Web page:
Collaborative Project Impacts Writing Instruction, Special Education
TCU’s university-laboratory school partnership is unique, and evidence of that comes from a collaborative project and article published in The Reading Teacher literacy journal. The research team implemented a data-driven approach to meaningfully and regularly evaluate writing proficiency for Starpoint School students aged 6-11 with learning differences like dyslexia.
The partnership transcended its original goals, reinforcing the purpose of Starpoint. M.J. and Alice Neeley helped open the laboratory school on TCU’s campus in 1966 as a place to teach children with learning differences and prepare future educators to teach children with special needs.
Associate professor Endia J. Lindo participated in a research panel with leaders of another K-12 private school in Texas who had done an evaluation showing how much former students valued and benefitted from the writing skills they built at that school, even decades later. She knew a data-informed writing project would help Starpoint students in a similar manner to develop the skills needed as they prepare to transition to other area schools. Starpoint staff had a common goal to build writing skills and address learning barriers for their students.
“We tend to focus a lot on reading, but development of written expression is an important skillset to be successful,” Lindo said. “We need a broader sense of how we determine in a systematic way where students are and where they’re supposed to be.”
Laboratory school educators and special education professor Michael Faggella-Luby started the project with teacher professional development, which led to the design of monthly writing prompts using curriculum-based measurements. The standardized assessment has been shown to improve academic outcomes and communication with parents, showing a clear and consistent graph of each student’s growth over time. Interim school director and associate professor Jo Beth Jimerson said students and parents were encouraged to see students’ progress throughout the school year.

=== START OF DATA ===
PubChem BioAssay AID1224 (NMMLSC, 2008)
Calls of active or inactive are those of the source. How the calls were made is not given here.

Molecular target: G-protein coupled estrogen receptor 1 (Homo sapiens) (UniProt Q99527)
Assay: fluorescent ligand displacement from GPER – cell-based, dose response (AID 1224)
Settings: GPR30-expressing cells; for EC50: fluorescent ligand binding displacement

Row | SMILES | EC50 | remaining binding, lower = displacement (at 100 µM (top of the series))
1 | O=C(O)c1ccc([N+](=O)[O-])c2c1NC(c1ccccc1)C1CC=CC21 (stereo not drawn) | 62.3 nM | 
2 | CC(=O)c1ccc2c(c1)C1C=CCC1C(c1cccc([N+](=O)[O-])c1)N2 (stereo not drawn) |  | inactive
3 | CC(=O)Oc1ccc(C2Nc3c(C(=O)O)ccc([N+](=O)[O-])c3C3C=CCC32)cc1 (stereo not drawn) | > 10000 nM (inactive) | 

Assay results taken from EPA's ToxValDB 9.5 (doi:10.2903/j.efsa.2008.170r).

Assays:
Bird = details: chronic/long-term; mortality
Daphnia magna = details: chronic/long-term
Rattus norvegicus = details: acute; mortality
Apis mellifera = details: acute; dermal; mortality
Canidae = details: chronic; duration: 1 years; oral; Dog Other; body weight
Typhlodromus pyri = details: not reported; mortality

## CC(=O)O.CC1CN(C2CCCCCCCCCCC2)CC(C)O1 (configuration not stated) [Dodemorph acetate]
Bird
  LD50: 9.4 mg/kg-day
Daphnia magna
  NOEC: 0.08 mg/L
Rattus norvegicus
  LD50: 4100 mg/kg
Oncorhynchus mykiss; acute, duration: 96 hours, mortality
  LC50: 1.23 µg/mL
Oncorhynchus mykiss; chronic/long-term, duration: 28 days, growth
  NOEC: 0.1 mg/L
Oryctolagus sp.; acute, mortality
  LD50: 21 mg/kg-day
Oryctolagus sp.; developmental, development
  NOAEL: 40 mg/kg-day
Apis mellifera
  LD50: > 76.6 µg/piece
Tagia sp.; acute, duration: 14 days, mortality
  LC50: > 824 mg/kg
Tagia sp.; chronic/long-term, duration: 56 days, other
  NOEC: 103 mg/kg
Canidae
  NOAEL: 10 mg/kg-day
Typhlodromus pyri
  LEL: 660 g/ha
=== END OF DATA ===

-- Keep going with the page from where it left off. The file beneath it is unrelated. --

“We could show them student responses to the last and first prompts to see the difference in the data,” Jimerson said. “We were able to pull samples out and see a clear progression and tremendous improvement.”
TCU graduate students helped analyze the curriculum-based measures in writing, providing a real-world experience in educational research and leaving more time for Starpoint teachers’ classroom instruction. Alumna Katie Buckley said it was amazing to see each individual student’s growth throughout the school year. Another benefit from the project translated to the curriculum enhancement to meet the students’ targeted needs, said Kim Payne ’79 M.Ed. ’81, Assistant Director of Curriculum, Assessment and Instruction.
“We could look at monthly data to see what the common mistakes were and what we needed to target or continue to practice,” Payne said. “It also tells me that the curriculum matches the learning goals for a particular child.”
The project was funded in part by an endowment from Hugh and Janet Thompson to support the research partnership between the TCU Lab Schools and the Alice Neeley Special Education Research & Service (ANSERS) Institute. The team hopes to continue the project and train Starpoint staff to administer and score prompts to continue building their students’ writing skills.
“The best thing about the assessment data is that it not only tells us about the quality of instruction and rate and level of learning and curriculum, it also helps us make decisions every day with the kids,” said professor and ANSERS Director Michael Faggella-Luby. “This isn’t a project that’s going to end; it’s an ongoing assessment of the instruction and curriculum cycle.”